I spent my second trimester waiting for various shoes to drop. I was waiting for the heightened sense of smell, the weird food cravings, the spidery stretch marks. But.. nothing... So far, so good.
Until today. Today I am starting to feel quite pregnant. As I scurry across campus from one meeting to another, I feel more like I'm waddling then walking. I have been drinking lots of water (need to stay hydrated!), but today, the baby has decided to plant itself upon my bladder. So of course, I've gone to the bathroom a million times and probably within ten minutes of going, I start to need to go again. But, of course, the urge to go is not gradual like it should be. It's urgent, immediate. Like something is pressing hard on my bladder, and then kicks me in the bladder in case I wasn't getting the message.
Finally, for the past few weeks, in the evenings when SHM and I are done watching TV, he has been sweet and given me little boosts off the couch. We laugh about it, and the fact that "wow, I'm really looking pregnant". But it has always been more of a gesture then really necessary. Tonight, as I sit on the couch writing this blog, I need to get up and go to the bathroom. The effort both of us need to put forth in getting me off the couch is no longer a "little boost" nor is it a gesture. It is quite real and quite necessary. This realization and the fact that I still have 12 weeks to go and the baby has about 5 pounds to gain is my biggest plight of pregnancy so far.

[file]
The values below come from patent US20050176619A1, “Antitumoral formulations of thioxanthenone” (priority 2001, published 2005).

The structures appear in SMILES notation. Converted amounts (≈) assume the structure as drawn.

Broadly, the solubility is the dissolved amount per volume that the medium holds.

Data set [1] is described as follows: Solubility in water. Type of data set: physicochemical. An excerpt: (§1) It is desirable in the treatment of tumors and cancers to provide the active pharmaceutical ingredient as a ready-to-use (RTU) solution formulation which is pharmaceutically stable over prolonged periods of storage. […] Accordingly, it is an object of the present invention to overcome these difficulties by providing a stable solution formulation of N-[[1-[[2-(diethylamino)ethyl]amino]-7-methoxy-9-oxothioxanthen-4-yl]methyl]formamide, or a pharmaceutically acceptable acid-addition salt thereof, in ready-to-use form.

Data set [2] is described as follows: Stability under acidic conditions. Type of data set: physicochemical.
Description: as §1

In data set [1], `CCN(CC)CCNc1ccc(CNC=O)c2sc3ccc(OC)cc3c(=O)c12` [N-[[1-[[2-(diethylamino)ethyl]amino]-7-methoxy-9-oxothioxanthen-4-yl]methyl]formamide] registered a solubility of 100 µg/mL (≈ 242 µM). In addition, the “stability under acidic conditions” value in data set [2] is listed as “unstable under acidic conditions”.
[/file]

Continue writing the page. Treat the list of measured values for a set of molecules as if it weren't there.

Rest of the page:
Wednesday, September 28, 2011

Pregnant Thoughts

The last time I wrote for this blog I was 4 weeks pregnant and didn't know it yet. I am now 6 months pregnant and staring down the third trimester. Starting 6 months ago, my feelings about pregnancy were ranging from being shocked, to excited, to anxious, to excited, to panicked, to excited, to panicked again (notice the theme) and now I am just impatient. There is an awful lot of build up to the "biggest change of your life". You hear a lot of comments like "Better get your sleep now!" or "It will change your life" or "Have your fun now, it's all going to come to an end soon". Encouraging. And unlike planning for your wedding (which is also 9 months of build up, sometimes more), the fear of this unknown puts a light damper on the excitement. You know your life is about to change forever. You know it's monumental. You just can't possibly imagine what it's REALLY like. This isn't just build up for a big fun party and a pretty white dress. This is the build up of a whole new little PERSON. A person who is, by the way, growing inside you. A person who is kicking you from the inside out, much like you'd imagine an alien would if it somehow got stuck inside your stomach. And this little person will need you for every second of every day for everything for YEARS. Until they don't and they're yelling at you to leave them alone. This is not at all intimidating. BUT, we stay positive.